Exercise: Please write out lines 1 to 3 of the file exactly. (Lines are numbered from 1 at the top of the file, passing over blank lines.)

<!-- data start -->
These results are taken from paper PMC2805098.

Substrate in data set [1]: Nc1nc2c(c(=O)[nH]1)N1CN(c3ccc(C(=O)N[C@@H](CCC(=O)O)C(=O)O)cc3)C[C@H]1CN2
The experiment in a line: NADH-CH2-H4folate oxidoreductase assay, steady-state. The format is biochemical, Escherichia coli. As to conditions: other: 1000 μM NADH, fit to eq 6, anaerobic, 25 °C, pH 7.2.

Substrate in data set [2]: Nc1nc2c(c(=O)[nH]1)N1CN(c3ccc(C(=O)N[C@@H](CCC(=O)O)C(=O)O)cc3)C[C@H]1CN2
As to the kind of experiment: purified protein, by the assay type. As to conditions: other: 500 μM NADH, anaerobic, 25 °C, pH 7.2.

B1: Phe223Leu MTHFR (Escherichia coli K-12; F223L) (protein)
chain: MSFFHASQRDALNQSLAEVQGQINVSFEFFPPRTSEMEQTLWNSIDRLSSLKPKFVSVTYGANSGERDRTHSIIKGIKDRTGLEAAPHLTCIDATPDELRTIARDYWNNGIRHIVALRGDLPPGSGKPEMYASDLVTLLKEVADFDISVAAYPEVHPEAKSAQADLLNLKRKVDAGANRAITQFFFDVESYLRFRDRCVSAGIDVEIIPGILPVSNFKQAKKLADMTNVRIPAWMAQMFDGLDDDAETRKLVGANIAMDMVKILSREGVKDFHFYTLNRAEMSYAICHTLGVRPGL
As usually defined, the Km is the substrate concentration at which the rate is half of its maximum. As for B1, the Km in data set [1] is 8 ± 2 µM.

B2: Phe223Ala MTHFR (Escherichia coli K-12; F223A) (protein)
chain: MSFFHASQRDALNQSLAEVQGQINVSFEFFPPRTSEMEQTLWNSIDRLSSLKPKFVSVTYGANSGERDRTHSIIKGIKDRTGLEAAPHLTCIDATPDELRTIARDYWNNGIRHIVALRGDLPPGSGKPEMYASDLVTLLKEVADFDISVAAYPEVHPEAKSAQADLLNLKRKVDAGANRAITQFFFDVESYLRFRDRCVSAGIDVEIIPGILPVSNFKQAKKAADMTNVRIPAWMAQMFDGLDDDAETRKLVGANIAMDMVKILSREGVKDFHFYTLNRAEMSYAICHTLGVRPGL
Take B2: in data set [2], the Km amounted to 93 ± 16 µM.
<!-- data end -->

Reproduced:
These results are taken from paper PMC2805098.

Substrate in data set [1]: Nc1nc2c(c(=O)[nH]1)N1CN(c3ccc(C(=O)N[C@@H](CCC(=O)O)C(=O)O)cc3)C[C@H]1CN2
The experiment in a line: NADH-CH2-H4folate oxidoreductase assay, steady-state. The format is biochemical, Escherichia coli. As to conditions: other: 1000 μM NADH, fit to eq 6, anaerobic, 25 °C, pH 7.2.